Yesterday, AMD released Radeon Software Adrenalin Edition 18.3.1 and introduced AMD’s Project ReSX (“Radeon eSports Experience”), largely responsible for 18.3.1’s specific performance optimizations to Dota 2, Overwatch, and PlayerUnknown’s Battlegrounds (PUBG). As an internal Radeon Software initiative for the past few months, Project ReSX involved collaboration with game developers for focused performance improvements, including reducing input latency and 99th percentile frametimes. Additionally, along with some bug fixes, the 18.3.1 release includes the usual driver fare: game support for today’s Final Fantasy XV Windows Edition launch, as well as Warhammer: Vermintide 2’s launch this Thursday (3/8).

As part of Project ReSX, AMD targeted several of the most popular PC titles and worked with the developers of the respective games, advising developers on in-game optimizations and providing on-site engineering support. Naturally, this was matched with driver-side improvements in Radeon Software itself. For 18.3.1, the Dota 2, Overwatch, and PUBG optimizations are the fruits of this labor. Compared 18.3.1 to 17.12.1, AMD is claiming a number of improvements in framerates, 99th percentile frametimes, and responsiveness, with the Radeon RX 580 as a case study.

For framerates, AMD cites a 3 – 11% increase for specific resolutions and settings, while 99th percentile frametimes see a 2 – 9% improvement and input lag sees a 4 – 8% reduction. Ultimately, AMD refers to overall “experience” rather than pure framerates, which is especially pertinent to eSports titles that tend to be less graphically intensive but require competitive level responsiveness and frametime consistency. At the same time, as these are some of the most widely played games on the market, this is a very senisble move for AMD to make: they can improve the gaming experience for a very large number of their users all at once with only a modest engineering outlay.

For the release of 18.3.1, it was not specified whether some of these gains manifested in earlier 18.x releases, though Project ReSX has been running for the past few months. As a whole, Project ReSX appears to be ongoing, and 18.3.1 does not represent all the optimization work done as part of the initiative.

Moving on to the bugfixes, 18.3.1 resolves the following issues:

  • Radeon Chill hotkey may fail to reset when Radeon Settings is restored to defaults.
  • Sea of Thieves may experience an intermittent application hang or crash during gameplay.
  • Middle-earth: Shadow of War may experience texture flickering on trees or hills when using multi GPU enabled system configurations.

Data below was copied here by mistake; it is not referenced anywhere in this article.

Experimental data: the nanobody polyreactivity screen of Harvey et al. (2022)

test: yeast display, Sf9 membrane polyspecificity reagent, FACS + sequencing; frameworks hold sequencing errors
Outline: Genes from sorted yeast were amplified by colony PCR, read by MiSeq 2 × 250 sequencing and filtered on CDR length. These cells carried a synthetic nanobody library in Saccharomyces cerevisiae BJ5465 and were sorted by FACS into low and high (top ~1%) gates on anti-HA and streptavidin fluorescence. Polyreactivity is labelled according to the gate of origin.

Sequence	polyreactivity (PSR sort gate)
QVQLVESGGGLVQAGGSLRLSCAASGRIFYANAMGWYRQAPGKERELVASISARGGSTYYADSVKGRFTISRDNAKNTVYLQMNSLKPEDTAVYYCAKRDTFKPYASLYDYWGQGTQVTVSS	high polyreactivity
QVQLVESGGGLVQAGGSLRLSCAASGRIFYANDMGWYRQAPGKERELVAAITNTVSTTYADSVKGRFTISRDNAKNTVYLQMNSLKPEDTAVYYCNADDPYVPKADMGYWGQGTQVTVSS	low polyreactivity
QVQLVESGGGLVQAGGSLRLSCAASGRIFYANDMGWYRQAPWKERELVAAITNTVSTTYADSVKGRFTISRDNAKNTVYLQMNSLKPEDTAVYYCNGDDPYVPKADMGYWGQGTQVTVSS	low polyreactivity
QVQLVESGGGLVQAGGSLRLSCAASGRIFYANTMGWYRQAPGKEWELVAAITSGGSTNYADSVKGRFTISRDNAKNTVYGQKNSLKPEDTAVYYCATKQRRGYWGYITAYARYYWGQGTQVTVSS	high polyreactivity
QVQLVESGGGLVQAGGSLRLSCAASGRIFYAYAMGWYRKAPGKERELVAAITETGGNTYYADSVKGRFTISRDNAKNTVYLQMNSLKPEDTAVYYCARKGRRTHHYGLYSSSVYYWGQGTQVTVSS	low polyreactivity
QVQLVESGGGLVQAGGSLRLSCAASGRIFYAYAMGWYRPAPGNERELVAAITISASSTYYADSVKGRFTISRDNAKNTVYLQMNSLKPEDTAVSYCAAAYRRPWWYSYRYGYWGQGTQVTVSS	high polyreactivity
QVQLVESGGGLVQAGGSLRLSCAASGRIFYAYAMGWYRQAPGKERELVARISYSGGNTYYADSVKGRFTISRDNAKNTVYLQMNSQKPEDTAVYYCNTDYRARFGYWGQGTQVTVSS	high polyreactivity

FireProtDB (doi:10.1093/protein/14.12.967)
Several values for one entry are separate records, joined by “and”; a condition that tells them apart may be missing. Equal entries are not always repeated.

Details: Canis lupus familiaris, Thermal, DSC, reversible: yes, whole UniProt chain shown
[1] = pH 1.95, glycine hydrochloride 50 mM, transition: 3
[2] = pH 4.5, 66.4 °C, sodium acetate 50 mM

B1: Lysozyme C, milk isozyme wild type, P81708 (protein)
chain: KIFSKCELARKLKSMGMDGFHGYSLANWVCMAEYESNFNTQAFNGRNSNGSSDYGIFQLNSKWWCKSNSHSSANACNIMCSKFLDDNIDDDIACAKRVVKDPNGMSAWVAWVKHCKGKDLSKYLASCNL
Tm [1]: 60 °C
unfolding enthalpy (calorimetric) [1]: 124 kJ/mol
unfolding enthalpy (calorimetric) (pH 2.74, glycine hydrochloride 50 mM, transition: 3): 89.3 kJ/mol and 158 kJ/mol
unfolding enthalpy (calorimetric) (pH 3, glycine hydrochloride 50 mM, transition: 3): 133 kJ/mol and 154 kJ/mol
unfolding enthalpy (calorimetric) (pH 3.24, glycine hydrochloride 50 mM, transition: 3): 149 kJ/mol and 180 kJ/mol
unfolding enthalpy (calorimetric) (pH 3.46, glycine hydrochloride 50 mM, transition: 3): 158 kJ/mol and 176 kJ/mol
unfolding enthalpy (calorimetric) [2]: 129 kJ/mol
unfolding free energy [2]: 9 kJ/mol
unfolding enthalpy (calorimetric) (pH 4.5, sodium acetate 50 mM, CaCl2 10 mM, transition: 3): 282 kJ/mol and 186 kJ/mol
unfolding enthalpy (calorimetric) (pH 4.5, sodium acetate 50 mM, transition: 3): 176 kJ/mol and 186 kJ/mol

• World of Tanks may experience color corruption when changing some game settings in multi GPU enabled system configurations.

In terms of new documented issues, two bugs with Destiny 2 and Final Fantasy XV and a Radeon Settings resizing issue were added:

  • Final Fantasy XV may experience minor stutter during some particle effects. A workaround is to disable the “Geomapping” in-game setting.
  • Resizing Radeon Settings may cause the window to intermittently stutter.
  • A random system hang may be experienced after extended periods of use on system configurations using 12 GPUs for compute workloads.
  • Destiny 2 may experience an application hang in the mission “Heist” on some Radeon GCN 1.0 products.
  • Radeon Overlay may intermittently fail to enable when toggled in some games.
  • FFmpeg application may experience corrupted output for H264 video streams.

The updated drivers for AMD’s desktop, mobile, and integrated GPUs are available through the Radeon Settings tab or online at the AMD driver download page. More information on these updates and further issues can be found in the respective Radeon Software Adrenalin Edition 18.3.1 release notes.

Source: AMD

POST A COMMENT

5 Comments

View All Comments

  • lefenzy - Tuesday, March 06, 2018 - link

    How about CS:GO? That's a big esports title. Valve ignores CS once again. Reply
  • Alexvrb - Tuesday, March 06, 2018 - link

    Shouldn't CS:GO run on pretty much anything? Is there really a need to throw money at CS:GO optimizations for modern hardware? Reply
  • geokilla - Thursday, March 08, 2018 - link

    CS:GO will run on modern low end or even integrated graphics, but it will not be at a comfortable resolution or detail setting. Also in CS:GO, a lot of people find they need quite a bit of FPS, not just 60FPS. The professional games also play with 144Hz monitors I think, so minimum FPS needed is 144FPS for a smooth experience. A lot of people have said there's a huge difference between 60Hz monitors and 144Hz monitors in CS:GO. Reply
  • shankly1985 - Thursday, March 08, 2018 - link

    CSGO was the first game to get this new low input. It came with the end of last year big driver. This is just AMDs further improving upon that.
    http://www.guru3d.com/articles-pages/radeon-softwa...
    Reply
  • Hurr Durr - Tuesday, March 06, 2018 - link

    Project this, initiative that. AMD marketing has some coke to go now, I guess. Reply

Log in

Don't have an account? Sign up now